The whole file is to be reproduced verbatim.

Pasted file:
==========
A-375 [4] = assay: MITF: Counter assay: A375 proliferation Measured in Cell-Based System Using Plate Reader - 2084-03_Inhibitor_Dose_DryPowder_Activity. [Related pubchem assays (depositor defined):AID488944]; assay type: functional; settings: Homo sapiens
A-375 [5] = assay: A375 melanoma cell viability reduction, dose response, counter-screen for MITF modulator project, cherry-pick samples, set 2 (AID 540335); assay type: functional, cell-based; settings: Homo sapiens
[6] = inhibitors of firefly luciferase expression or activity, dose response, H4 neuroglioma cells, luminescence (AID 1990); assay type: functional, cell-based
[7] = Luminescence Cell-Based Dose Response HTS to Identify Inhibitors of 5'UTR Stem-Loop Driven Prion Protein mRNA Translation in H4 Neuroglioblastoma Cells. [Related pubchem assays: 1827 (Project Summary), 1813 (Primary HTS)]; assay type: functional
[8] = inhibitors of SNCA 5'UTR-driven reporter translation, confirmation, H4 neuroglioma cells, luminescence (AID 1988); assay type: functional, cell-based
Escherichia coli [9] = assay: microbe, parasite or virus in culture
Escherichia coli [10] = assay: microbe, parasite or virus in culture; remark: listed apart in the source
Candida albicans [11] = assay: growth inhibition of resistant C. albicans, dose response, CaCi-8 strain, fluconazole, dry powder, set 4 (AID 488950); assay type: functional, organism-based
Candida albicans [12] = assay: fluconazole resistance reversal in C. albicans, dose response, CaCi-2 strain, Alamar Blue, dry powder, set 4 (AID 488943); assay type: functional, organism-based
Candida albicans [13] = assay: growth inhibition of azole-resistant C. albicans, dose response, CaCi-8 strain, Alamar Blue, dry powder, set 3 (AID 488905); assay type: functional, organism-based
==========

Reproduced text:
A-375 [4] = assay: MITF: Counter assay: A375 proliferation Measured in Cell-Based System Using Plate Reader - 2084-03_Inhibitor_Dose_DryPowder_Activity. [Related pubchem assays (depositor defined):AID488944]; assay type: functional; settings: Homo sapiens
A-375 [5] = assay: A375 melanoma cell viability reduction, dose response, counter-screen for MITF modulator project, cherry-pick samples, set 2 (AID 540335); assay type: functional, cell-based; settings: Homo sapiens
[6] = inhibitors of firefly luciferase expression or activity, dose response, H4 neuroglioma cells, luminescence (AID 1990); assay type: functional, cell-based
[7] = Luminescence Cell-Based Dose Response HTS to Identify Inhibitors of 5'UTR Stem-Loop Driven Prion Protein mRNA Translation in H4 Neuroglioblastoma Cells. [Related pubchem assays: 1827 (Project Summary), 1813 (Primary HTS)]; assay type: functional
[8] = inhibitors of SNCA 5'UTR-driven reporter translation, confirmation, H4 neuroglioma cells, luminescence (AID 1988); assay type: functional, cell-based
Escherichia coli [9] = assay: microbe, parasite or virus in culture
Escherichia coli [10] = assay: microbe, parasite or virus in culture; remark: listed apart in the source
Candida albicans [11] = assay: growth inhibition of resistant C. albicans, dose response, CaCi-8 strain, fluconazole, dry powder, set 4 (AID 488950); assay type: functional, organism-based
Candida albicans [12] = assay: fluconazole resistance reversal in C. albicans, dose response, CaCi-2 strain, Alamar Blue, dry powder, set 4 (AID 488943); assay type: functional, organism-based
Candida albicans [13] = assay: growth inhibition of azole-resistant C. albicans, dose response, CaCi-8 strain, Alamar Blue, dry powder, set 3 (AID 488905); assay type: functional, organism-based